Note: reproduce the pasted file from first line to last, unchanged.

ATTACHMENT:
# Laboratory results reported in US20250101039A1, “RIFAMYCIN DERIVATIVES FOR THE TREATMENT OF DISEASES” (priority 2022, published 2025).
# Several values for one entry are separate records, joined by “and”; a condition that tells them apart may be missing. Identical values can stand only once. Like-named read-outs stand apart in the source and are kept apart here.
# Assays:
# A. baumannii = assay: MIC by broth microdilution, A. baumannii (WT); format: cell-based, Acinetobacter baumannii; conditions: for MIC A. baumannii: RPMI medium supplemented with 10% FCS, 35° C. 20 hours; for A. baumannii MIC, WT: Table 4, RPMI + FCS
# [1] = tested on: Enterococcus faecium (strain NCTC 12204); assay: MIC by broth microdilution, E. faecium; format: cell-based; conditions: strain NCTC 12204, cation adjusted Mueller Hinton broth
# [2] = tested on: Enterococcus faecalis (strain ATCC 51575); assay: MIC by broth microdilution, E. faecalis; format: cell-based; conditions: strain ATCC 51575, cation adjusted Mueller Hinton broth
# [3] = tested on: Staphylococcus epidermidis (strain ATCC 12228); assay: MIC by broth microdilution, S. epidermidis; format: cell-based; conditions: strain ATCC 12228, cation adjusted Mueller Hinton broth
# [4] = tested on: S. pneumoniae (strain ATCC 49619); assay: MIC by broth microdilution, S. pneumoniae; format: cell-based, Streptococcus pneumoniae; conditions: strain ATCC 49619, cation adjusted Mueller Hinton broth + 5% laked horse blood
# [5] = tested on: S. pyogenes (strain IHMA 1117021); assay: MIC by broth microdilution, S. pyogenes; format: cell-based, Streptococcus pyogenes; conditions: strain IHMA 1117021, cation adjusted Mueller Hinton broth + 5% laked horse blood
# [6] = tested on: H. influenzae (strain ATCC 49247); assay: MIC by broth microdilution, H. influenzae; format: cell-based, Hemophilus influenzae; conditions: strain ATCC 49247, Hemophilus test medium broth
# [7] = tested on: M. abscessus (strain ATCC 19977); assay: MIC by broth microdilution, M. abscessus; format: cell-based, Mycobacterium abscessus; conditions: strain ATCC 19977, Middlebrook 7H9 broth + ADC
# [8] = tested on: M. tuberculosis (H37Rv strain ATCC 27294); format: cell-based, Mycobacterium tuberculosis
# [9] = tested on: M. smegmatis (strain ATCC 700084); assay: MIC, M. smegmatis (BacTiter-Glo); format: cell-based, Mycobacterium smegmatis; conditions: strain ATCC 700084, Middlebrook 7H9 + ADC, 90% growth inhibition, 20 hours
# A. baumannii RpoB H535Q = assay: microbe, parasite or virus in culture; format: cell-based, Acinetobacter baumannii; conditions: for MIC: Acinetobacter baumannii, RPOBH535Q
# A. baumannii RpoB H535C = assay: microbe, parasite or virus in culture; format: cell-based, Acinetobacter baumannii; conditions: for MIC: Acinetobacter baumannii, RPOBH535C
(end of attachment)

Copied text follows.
# Laboratory results reported in US20250101039A1, “RIFAMYCIN DERIVATIVES FOR THE TREATMENT OF DISEASES” (priority 2022, published 2025).
# Several values for one entry are separate records, joined by “and”; a condition that tells them apart may be missing. Identical values can stand only once. Like-named read-outs stand apart in the source and are kept apart here.
# Assays:
# A. baumannii = assay: MIC by broth microdilution, A. baumannii (WT); format: cell-based, Acinetobacter baumannii; conditions: for MIC A. baumannii: RPMI medium supplemented with 10% FCS, 35° C. 20 hours; for A. baumannii MIC, WT: Table 4, RPMI + FCS
# [1] = tested on: Enterococcus faecium (strain NCTC 12204); assay: MIC by broth microdilution, E. faecium; format: cell-based; conditions: strain NCTC 12204, cation adjusted Mueller Hinton broth
# [2] = tested on: Enterococcus faecalis (strain ATCC 51575); assay: MIC by broth microdilution, E. faecalis; format: cell-based; conditions: strain ATCC 51575, cation adjusted Mueller Hinton broth
# [3] = tested on: Staphylococcus epidermidis (strain ATCC 12228); assay: MIC by broth microdilution, S. epidermidis; format: cell-based; conditions: strain ATCC 12228, cation adjusted Mueller Hinton broth
# [4] = tested on: S. pneumoniae (strain ATCC 49619); assay: MIC by broth microdilution, S. pneumoniae; format: cell-based, Streptococcus pneumoniae; conditions: strain ATCC 49619, cation adjusted Mueller Hinton broth + 5% laked horse blood
# [5] = tested on: S. pyogenes (strain IHMA 1117021); assay: MIC by broth microdilution, S. pyogenes; format: cell-based, Streptococcus pyogenes; conditions: strain IHMA 1117021, cation adjusted Mueller Hinton broth + 5% laked horse blood
# [6] = tested on: H. influenzae (strain ATCC 49247); assay: MIC by broth microdilution, H. influenzae; format: cell-based, Hemophilus influenzae; conditions: strain ATCC 49247, Hemophilus test medium broth
# [7] = tested on: M. abscessus (strain ATCC 19977); assay: MIC by broth microdilution, M. abscessus; format: cell-based, Mycobacterium abscessus; conditions: strain ATCC 19977, Middlebrook 7H9 broth + ADC
# [8] = tested on: M. tuberculosis (H37Rv strain ATCC 27294); format: cell-based, Mycobacterium tuberculosis
# [9] = tested on: M. smegmatis (strain ATCC 700084); assay: MIC, M. smegmatis (BacTiter-Glo); format: cell-based, Mycobacterium smegmatis; conditions: strain ATCC 700084, Middlebrook 7H9 + ADC, 90% growth inhibition, 20 hours
# A. baumannii RpoB H535Q = assay: microbe, parasite or virus in culture; format: cell-based, Acinetobacter baumannii; conditions: for MIC: Acinetobacter baumannii, RPOBH535Q
# A. baumannii RpoB H535C = assay: microbe, parasite or virus in culture; format: cell-based, Acinetobacter baumannii; conditions: for MIC: Acinetobacter baumannii, RPOBH535C